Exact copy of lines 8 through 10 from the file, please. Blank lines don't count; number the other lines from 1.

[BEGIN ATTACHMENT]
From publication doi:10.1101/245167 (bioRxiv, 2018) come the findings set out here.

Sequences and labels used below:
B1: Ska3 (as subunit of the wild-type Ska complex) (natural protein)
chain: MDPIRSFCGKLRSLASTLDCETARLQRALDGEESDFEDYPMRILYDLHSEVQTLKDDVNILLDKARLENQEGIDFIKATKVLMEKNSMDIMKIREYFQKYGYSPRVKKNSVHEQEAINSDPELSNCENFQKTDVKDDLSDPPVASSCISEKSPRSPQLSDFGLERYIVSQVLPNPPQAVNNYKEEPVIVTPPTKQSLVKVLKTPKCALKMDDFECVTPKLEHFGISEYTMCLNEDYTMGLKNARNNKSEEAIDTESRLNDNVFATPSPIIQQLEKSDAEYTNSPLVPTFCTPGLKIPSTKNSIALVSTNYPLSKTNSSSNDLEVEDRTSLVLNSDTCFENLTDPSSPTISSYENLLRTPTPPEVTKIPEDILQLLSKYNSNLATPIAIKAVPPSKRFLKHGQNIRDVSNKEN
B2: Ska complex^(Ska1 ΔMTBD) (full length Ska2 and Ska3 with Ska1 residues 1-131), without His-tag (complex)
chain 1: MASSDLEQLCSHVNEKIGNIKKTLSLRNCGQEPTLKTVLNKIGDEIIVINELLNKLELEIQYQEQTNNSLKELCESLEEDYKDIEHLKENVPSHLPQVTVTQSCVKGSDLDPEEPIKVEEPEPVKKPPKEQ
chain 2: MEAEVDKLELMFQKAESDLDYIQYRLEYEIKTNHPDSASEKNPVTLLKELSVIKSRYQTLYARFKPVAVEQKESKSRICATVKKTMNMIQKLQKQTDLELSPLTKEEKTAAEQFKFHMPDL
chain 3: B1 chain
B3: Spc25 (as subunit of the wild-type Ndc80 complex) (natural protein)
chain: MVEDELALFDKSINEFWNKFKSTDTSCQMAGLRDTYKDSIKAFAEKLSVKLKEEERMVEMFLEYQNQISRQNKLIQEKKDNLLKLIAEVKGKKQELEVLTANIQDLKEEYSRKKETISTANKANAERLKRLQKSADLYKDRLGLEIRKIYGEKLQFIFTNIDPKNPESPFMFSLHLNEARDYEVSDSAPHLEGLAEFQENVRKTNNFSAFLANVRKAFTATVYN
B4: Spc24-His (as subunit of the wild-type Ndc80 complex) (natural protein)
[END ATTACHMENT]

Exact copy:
chain 3: B1 chain
B3: Spc25 (as subunit of the wild-type Ndc80 complex) (natural protein)
chain: MVEDELALFDKSINEFWNKFKSTDTSCQMAGLRDTYKDSIKAFAEKLSVKLKEEERMVEMFLEYQNQISRQNKLIQEKKDNLLKLIAEVKGKKQELEVLTANIQDLKEEYSRKKETISTANKANAERLKRLQKSADLYKDRLGLEIRKIYGEKLQFIFTNIDPKNPESPFMFSLHLNEARDYEVSDSAPHLEGLAEFQENVRKTNNFSAFLANVRKAFTATVYN